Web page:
Content Warning: The following post discusses mental health crisis, including suicide, which may be triggering for some people. If you are in the United States and are having thoughts of suicide, call the National Suicide Prevention Lifeline at 1-800-273-8255 (TALK). You can find a list of additional resources at SpeakingOfSuicide.com/resources. If you are in Canada and are having thoughts of suicide, call the Canada Suicide Prevention Service at 1-833-456-4566. You can find a list of additional resources at OpenCounseling.com/hotlines.
1 in 5 teenagers face a mental health challenge or disorder that significantly impacts their lives. Some challenges are mild and last for a short period. Others can last a lifetime.
Half of all serious adult psychiatric disorders start by age 14 and treatment often doesn’t begin until at least 6 years after onset.
Suicide is the second leading cause of death among young adults in both the United States and Canada.
Early research indicates that COVID-19 is affecting the mental health of children and adolescents and that depression and anxiety are prevalent.
But there is hope.
Research shows that early intervention works and can help to increase quality of life for youth who may be experiencing a mental health challenge. Adolescence is already a time of significant physical, mental, social and emotional change and so it’s critical that as adults, we learn how to understand the difference between typical adolescent development and what may require our intervention.
Youth Mental Health First Aid (YMHFA) is an evidence-based, public education program that teaches adults how to help youth who are experiencing a mental health or addictions challenge, or who is in crisis. Last Thursday, more than half of Chill staff became certified Youth Mental Health First Aiders, attending a virtual training with instructors from Vermont Afterschool. Our team did 2 hours of self-led pre-work, then learned together over the course of 5 hours how to approach and help a youth who may be experiencing a challenge or is in crisis. We were taught how to apply the 5-step ALGEE action plan (Assess for risk of suicide or harm, Listen nonjudgmentally, Give reassurance and information, Encourage appropriate professional help, Encourage self-help and other support strategies) and role-played different scenarios with youth. We learned the exact language to use when asking a youth about suicide and practiced it.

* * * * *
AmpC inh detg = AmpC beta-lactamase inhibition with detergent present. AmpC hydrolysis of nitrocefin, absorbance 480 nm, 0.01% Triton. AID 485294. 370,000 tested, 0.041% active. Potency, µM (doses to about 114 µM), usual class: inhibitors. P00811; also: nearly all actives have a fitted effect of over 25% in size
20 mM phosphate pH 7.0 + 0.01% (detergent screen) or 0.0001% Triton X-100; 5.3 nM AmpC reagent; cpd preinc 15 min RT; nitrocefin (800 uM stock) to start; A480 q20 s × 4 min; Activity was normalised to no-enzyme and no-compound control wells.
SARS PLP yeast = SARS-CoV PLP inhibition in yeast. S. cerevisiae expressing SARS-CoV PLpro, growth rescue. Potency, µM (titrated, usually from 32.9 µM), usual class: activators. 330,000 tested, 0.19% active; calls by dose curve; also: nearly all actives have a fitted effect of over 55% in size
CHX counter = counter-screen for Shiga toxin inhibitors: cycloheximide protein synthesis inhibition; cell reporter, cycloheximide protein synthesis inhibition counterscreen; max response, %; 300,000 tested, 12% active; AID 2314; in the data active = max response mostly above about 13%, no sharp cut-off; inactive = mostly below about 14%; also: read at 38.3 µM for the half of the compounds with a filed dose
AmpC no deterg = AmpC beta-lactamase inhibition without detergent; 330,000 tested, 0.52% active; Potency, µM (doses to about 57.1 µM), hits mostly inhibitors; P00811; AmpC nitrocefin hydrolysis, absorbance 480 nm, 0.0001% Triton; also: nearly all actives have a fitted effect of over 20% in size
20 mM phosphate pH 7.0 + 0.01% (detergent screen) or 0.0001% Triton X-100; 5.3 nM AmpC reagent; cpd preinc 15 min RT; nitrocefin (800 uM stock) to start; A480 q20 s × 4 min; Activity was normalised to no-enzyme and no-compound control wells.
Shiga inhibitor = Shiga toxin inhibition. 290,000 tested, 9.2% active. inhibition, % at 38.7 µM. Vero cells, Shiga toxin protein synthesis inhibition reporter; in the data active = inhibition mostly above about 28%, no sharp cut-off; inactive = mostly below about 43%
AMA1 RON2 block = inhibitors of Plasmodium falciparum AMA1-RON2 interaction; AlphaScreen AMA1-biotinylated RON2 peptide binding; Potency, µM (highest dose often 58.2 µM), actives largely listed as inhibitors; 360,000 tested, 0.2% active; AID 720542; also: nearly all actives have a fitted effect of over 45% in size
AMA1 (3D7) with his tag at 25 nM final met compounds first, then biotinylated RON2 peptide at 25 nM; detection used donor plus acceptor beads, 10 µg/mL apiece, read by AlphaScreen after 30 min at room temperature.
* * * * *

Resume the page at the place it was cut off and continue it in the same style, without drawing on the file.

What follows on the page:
CPR/First-Aid doesn’t teach folks how to perform surgeries and YMHFA does not now qualify us to diagnose and treat mental illness and substance use disorders. But just like CPR/First Aid, YMHFA taught us how to connect youth to help they may need. Also like CPR, we will need to continue to practice the skills learned, reciting over and over the ALGEE action steps. (One way we learned to remember this mnemonic: forming our arms into each ALGEE letter. Think YMCA. Sounds silly but can work.)
Join us and the millions of other Mental Health First Aiders in seeking to make a difference in the lives of youth with a mental health challenge. We owe it them.
Mental health training covers sensitive and often difficult topics which can be triggering for some people. Click here to find a course in Youth Mental Health First Aid.